“Violence in all forms is unacceptable, but gun violence in particular is an issue of grave concern, given its lethality and the daily toll we see on the lives of victims, their family and friends, and on society overall,” said First 5 LA Commissioner and Director of Public Health Barbara Ferrer in a press release the office issued for Gun Violence Awareness Day in June, adding, “Efforts are needed at all levels to address the scourge of gun violence and to create communities where everyone feels safe and can thrive.”
Created in the aftermath of the February 2018 Parkland mass shooting that senselessly took the lives of 17 teenagers and injured 17 others at a high school in Florida, the OVP was established when the L.A. County Board of Supervisors reacted swiftly to the devastating news by passing a unanimous motion just days after the tragedy occurred.
Understanding the urgency behind the L.A. County Board’s February 2018 motion, First 5 LA got on board as a funder and thought partner to help plan the new office. This has included identifying initial roles and focus areas, as well as sharing our experience and expertise in capacity building within organizations and systems to implement strategies that help families and communities heal from trauma and build resiliency.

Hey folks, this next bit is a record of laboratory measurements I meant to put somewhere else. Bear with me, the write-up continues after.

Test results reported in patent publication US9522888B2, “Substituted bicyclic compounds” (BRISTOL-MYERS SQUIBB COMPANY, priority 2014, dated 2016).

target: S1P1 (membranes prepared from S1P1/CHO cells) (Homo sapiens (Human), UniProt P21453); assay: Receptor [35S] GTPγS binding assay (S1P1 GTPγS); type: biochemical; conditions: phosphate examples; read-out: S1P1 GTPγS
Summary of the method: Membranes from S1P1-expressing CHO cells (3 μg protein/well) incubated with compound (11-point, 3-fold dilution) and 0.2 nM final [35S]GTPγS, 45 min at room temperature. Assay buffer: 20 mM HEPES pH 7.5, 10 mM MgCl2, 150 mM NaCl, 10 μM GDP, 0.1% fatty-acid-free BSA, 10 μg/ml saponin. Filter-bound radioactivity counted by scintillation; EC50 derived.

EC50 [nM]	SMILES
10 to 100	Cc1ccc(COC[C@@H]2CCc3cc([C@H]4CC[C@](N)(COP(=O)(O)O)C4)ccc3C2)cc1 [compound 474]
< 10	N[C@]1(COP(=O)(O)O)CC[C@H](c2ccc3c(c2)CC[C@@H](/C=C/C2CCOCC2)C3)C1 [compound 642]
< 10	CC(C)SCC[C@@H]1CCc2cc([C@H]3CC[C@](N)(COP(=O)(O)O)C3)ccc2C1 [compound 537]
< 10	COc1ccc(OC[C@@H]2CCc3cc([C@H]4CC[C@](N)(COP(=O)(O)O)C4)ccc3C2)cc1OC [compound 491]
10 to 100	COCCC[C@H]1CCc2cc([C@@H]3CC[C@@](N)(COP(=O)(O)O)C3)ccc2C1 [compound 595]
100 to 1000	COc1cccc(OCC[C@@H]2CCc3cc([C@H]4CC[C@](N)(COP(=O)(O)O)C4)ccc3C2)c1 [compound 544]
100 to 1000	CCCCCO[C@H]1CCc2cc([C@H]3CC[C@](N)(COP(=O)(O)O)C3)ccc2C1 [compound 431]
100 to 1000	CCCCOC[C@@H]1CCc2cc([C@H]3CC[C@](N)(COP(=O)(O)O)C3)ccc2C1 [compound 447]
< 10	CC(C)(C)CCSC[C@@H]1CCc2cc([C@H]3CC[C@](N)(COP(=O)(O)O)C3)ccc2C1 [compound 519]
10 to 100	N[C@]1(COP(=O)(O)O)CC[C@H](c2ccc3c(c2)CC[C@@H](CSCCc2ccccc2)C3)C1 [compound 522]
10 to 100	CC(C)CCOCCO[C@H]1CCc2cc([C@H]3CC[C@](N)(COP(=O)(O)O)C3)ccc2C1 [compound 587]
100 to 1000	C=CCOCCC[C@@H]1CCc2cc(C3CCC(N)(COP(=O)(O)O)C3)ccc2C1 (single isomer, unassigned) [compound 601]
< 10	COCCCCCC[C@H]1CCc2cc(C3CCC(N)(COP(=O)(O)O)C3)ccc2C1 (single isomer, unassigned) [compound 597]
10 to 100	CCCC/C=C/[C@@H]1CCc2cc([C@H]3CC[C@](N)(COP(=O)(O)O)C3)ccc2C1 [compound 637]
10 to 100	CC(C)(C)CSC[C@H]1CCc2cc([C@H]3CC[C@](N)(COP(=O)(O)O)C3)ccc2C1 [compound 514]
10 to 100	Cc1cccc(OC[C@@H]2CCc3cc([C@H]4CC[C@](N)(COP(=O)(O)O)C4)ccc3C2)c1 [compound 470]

The OVP is housed within the Department of Public Health (DPH) and has an established goal to improve coordination and support existing efforts across the county to prevent multiple forms of violence. This entails a renewed focus on prevention and ensuring that strategies are both responsive to community needs and have a trauma-informed approach.
As an organization that is working to create Trauma and Resiliency-Informed Systems Change (TRISC) on the level of policy, procedures and practice, this renewed focus on prevention and responsiveness within the OVP is key.
One of the most compounding and damaging factors in a child’s development is the impact of trauma and toxic stress, experiences that often result in children facing lifelong physical, behavioral and emotional challenges. This can also perpetuate the systemic causes of violence.